A genomic-imaging analysis of the GENetic Frontotemporal dementia Initiative (GENFI): Development for a robust clinical trials platform

2014  -  Toronto, ON, CA

Organizations

Sunnybrook Health Sciences Centre, University of Toronto, Centre for Addiction and Mental Health, Laval University, London Health Sciences Centre

Project description

There have been three major genes discovered that cause familial forms of frontotemporal dementia (FTD), a devastating group of disorders associated with personality and behavioural changes and/or language difficulties in those suffering. The impact to individuals and their families is huge because FTD affects those in the prime of their lives, often between the ages of 45 to 55. The gene abnormalities predict that an individual who harbours one of them will be at high risk of developing symptoms, but does not predict when this will occur and what features they will have. Therefore, it is critical that studies concentrate on developing powerful markers using brain imaging and genetics that can identify the earliest stages of disease before symptoms develop. It is hoped that novel drugs being developed can be used to eventually prevent the disease from starting in those at risk.

 Relevance to the acceleration of therapeutics for neurodegenerative diseases of aging

This project will combine genomics and neuroimaging methodologies to develop tools that can be used to identify and track the earliest brain changes seen in those at genetic risk of developing FTD. These tools will also be used to identify genomic factors that lead to clinical heterogeneity in genetic FTD. A major goal of the Genetic Frontotemporal Dementia Initiative (GENFI) is to build a robust trials platform, with both a cohort of potential participants and an assessment protocol that is designed and powered for clinical trials in premanifest and early disease, with appropriate clinical and biomarker endpoints.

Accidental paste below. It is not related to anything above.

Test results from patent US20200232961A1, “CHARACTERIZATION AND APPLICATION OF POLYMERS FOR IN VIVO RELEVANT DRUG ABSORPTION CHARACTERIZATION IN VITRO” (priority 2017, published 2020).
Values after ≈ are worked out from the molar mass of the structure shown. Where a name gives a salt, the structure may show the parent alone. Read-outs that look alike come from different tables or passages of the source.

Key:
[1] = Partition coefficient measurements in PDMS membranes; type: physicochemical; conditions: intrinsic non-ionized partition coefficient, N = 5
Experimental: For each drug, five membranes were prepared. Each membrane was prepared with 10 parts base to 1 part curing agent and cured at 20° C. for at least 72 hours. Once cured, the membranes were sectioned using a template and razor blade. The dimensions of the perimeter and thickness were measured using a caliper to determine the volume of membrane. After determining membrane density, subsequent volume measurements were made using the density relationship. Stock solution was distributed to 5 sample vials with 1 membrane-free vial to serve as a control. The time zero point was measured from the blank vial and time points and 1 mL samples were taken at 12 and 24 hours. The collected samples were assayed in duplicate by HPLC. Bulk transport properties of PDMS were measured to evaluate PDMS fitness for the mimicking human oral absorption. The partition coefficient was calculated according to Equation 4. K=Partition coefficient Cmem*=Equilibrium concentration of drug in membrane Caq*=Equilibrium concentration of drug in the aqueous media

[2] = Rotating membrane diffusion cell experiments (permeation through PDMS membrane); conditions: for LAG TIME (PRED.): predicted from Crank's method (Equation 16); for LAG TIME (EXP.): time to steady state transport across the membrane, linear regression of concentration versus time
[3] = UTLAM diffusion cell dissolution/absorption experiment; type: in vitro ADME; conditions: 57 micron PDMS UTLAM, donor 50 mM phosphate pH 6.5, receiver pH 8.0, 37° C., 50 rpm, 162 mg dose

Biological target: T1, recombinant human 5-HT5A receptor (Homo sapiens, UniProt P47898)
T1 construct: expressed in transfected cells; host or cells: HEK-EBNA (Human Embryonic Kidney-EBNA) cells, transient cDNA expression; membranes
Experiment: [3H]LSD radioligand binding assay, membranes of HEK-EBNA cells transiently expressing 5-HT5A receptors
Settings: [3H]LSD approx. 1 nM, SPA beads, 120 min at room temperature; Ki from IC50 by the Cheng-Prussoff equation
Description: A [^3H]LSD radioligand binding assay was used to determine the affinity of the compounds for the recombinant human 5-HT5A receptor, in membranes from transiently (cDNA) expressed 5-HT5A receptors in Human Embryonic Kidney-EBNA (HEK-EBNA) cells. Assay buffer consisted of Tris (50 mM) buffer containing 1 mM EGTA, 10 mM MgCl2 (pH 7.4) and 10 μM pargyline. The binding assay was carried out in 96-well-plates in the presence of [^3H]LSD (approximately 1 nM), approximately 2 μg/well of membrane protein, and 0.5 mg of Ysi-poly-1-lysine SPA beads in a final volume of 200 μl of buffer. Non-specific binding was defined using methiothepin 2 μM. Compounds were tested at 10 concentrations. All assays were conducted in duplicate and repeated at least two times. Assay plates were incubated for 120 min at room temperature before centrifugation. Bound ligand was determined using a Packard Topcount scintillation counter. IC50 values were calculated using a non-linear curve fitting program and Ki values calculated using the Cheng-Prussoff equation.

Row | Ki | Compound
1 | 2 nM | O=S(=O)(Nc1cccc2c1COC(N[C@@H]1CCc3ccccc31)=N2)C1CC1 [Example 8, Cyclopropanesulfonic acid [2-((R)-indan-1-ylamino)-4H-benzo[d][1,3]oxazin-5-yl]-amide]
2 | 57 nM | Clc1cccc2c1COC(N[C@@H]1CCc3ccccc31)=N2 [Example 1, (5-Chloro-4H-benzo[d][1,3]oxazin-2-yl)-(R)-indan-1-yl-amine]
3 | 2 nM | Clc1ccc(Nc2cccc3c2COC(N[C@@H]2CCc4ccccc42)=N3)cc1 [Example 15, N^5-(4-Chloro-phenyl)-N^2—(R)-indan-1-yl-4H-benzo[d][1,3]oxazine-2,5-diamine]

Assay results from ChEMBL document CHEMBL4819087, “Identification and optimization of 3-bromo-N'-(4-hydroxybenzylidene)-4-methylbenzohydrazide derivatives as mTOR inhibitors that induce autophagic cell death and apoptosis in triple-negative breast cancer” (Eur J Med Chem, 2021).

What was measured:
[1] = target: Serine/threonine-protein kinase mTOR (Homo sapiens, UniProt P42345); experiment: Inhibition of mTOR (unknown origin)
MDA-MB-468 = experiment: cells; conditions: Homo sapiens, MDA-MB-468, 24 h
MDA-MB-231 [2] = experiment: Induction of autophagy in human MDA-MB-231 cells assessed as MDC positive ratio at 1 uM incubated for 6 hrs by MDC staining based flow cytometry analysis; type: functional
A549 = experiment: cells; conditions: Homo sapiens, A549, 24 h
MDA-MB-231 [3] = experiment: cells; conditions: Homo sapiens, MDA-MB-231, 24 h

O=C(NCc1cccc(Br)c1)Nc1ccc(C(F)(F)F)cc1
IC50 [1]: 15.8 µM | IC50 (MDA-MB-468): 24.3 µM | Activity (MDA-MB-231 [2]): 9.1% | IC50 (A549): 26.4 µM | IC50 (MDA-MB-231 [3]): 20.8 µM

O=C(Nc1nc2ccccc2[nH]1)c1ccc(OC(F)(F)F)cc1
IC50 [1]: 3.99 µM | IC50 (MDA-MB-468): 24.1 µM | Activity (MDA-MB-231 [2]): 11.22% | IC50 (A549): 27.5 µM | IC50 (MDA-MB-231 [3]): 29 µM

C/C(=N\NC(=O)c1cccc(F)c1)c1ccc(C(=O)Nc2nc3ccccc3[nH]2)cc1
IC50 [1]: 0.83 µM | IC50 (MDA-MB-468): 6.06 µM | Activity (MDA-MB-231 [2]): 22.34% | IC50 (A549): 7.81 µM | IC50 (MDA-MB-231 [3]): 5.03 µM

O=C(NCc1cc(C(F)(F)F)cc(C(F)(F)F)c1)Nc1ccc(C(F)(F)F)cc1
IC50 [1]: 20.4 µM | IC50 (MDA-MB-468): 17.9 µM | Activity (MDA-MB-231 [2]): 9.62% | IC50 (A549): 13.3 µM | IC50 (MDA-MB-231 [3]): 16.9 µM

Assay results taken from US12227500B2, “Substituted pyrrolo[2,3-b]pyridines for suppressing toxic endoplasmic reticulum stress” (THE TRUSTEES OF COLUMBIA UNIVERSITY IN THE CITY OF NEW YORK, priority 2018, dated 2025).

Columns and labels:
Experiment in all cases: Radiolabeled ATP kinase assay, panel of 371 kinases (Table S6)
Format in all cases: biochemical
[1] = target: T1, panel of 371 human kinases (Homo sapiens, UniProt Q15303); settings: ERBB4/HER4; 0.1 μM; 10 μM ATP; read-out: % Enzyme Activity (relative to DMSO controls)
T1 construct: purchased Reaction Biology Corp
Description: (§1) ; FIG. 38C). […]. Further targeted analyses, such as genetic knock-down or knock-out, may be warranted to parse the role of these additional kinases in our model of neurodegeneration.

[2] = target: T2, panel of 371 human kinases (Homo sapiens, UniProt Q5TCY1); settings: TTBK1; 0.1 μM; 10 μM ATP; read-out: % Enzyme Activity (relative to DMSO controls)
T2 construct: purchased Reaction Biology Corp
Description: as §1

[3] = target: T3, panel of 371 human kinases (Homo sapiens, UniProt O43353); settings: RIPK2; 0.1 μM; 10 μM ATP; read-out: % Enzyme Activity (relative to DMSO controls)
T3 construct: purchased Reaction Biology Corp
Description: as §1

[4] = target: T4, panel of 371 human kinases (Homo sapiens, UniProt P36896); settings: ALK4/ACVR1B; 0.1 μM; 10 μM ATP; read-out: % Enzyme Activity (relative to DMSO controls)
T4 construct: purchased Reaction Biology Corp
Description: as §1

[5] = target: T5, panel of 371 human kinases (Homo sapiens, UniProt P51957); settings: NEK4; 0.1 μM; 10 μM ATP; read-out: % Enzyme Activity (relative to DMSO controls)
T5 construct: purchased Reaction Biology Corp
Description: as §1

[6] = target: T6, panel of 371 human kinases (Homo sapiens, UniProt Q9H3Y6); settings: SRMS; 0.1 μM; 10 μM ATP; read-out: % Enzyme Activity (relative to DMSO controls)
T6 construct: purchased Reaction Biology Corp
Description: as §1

Anticipated outcome

It is anticipated that through using the combination of genetics and neuroimaging technologies, we will be able to identify those at highest risk for developing FTD, what age will they be at the time of onset of symptoms, and more specifically whether they will present with either behavioural or language features. In addition, the information gained from this project will help to determine when the correct time will be to initiate potential disease modifying therapies that are in the drug development pipeline, and also whether imaging or fluid markers can be used as outcome measures.